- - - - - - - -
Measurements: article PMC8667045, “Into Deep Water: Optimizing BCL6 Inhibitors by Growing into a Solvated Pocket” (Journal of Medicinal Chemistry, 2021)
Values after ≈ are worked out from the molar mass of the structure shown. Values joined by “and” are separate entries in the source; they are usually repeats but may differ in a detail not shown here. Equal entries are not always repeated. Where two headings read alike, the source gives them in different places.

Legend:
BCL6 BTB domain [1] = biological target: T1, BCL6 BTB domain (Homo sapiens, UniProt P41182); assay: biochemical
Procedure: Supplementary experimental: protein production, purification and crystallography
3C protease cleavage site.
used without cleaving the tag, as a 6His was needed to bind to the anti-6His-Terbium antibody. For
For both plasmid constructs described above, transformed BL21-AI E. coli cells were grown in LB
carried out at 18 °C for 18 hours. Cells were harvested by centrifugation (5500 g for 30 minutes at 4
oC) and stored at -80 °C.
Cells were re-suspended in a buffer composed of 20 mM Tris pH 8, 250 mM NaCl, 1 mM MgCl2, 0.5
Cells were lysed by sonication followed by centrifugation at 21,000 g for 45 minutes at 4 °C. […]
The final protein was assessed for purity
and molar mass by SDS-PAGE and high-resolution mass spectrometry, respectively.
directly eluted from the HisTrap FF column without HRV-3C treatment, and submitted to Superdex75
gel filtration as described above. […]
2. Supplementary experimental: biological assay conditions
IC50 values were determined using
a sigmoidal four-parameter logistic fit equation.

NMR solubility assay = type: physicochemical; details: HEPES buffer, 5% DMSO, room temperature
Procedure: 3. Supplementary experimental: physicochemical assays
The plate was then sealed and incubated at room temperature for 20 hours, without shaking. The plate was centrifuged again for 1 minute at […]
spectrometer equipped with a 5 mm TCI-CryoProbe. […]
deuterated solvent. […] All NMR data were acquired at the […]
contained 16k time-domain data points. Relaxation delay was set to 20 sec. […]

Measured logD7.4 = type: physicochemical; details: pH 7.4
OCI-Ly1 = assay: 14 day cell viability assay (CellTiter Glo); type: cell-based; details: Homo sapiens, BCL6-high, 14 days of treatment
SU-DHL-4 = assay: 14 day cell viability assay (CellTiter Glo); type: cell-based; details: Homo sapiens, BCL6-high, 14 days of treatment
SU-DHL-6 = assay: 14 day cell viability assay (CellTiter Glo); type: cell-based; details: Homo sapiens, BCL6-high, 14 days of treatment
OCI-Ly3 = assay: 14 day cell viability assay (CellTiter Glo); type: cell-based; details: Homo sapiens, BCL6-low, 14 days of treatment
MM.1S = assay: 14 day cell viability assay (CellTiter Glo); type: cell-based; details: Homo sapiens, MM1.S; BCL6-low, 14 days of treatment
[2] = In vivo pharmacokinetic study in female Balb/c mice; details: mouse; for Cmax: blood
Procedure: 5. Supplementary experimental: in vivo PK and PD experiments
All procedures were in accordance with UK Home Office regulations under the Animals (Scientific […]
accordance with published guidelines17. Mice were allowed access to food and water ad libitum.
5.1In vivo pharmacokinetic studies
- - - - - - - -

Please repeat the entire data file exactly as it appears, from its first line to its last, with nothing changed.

Measurements: article PMC8667045, “Into Deep Water: Optimizing BCL6 Inhibitors by Growing into a Solvated Pocket” (Journal of Medicinal Chemistry, 2021)
Values after ≈ are worked out from the molar mass of the structure shown. Values joined by “and” are separate entries in the source; they are usually repeats but may differ in a detail not shown here. Equal entries are not always repeated. Where two headings read alike, the source gives them in different places.

Legend:
BCL6 BTB domain [1] = biological target: T1, BCL6 BTB domain (Homo sapiens, UniProt P41182); assay: biochemical
Procedure: Supplementary experimental: protein production, purification and crystallography
3C protease cleavage site.
used without cleaving the tag, as a 6His was needed to bind to the anti-6His-Terbium antibody. For
For both plasmid constructs described above, transformed BL21-AI E. coli cells were grown in LB
carried out at 18 °C for 18 hours. Cells were harvested by centrifugation (5500 g for 30 minutes at 4
oC) and stored at -80 °C.
Cells were re-suspended in a buffer composed of 20 mM Tris pH 8, 250 mM NaCl, 1 mM MgCl2, 0.5
Cells were lysed by sonication followed by centrifugation at 21,000 g for 45 minutes at 4 °C. […]
The final protein was assessed for purity
and molar mass by SDS-PAGE and high-resolution mass spectrometry, respectively.
directly eluted from the HisTrap FF column without HRV-3C treatment, and submitted to Superdex75
gel filtration as described above. […]
2. Supplementary experimental: biological assay conditions
IC50 values were determined using
a sigmoidal four-parameter logistic fit equation.

NMR solubility assay = type: physicochemical; details: HEPES buffer, 5% DMSO, room temperature
Procedure: 3. Supplementary experimental: physicochemical assays
The plate was then sealed and incubated at room temperature for 20 hours, without shaking. The plate was centrifuged again for 1 minute at […]
spectrometer equipped with a 5 mm TCI-CryoProbe. […]
deuterated solvent. […] All NMR data were acquired at the […]
contained 16k time-domain data points. Relaxation delay was set to 20 sec. […]

Measured logD7.4 = type: physicochemical; details: pH 7.4
OCI-Ly1 = assay: 14 day cell viability assay (CellTiter Glo); type: cell-based; details: Homo sapiens, BCL6-high, 14 days of treatment
SU-DHL-4 = assay: 14 day cell viability assay (CellTiter Glo); type: cell-based; details: Homo sapiens, BCL6-high, 14 days of treatment
SU-DHL-6 = assay: 14 day cell viability assay (CellTiter Glo); type: cell-based; details: Homo sapiens, BCL6-high, 14 days of treatment
OCI-Ly3 = assay: 14 day cell viability assay (CellTiter Glo); type: cell-based; details: Homo sapiens, BCL6-low, 14 days of treatment
MM.1S = assay: 14 day cell viability assay (CellTiter Glo); type: cell-based; details: Homo sapiens, MM1.S; BCL6-low, 14 days of treatment
[2] = In vivo pharmacokinetic study in female Balb/c mice; details: mouse; for Cmax: blood
Procedure: 5. Supplementary experimental: in vivo PK and PD experiments
All procedures were in accordance with UK Home Office regulations under the Animals (Scientific […]
accordance with published guidelines17. Mice were allowed access to food and water ad libitum.
5.1In vivo pharmacokinetic studies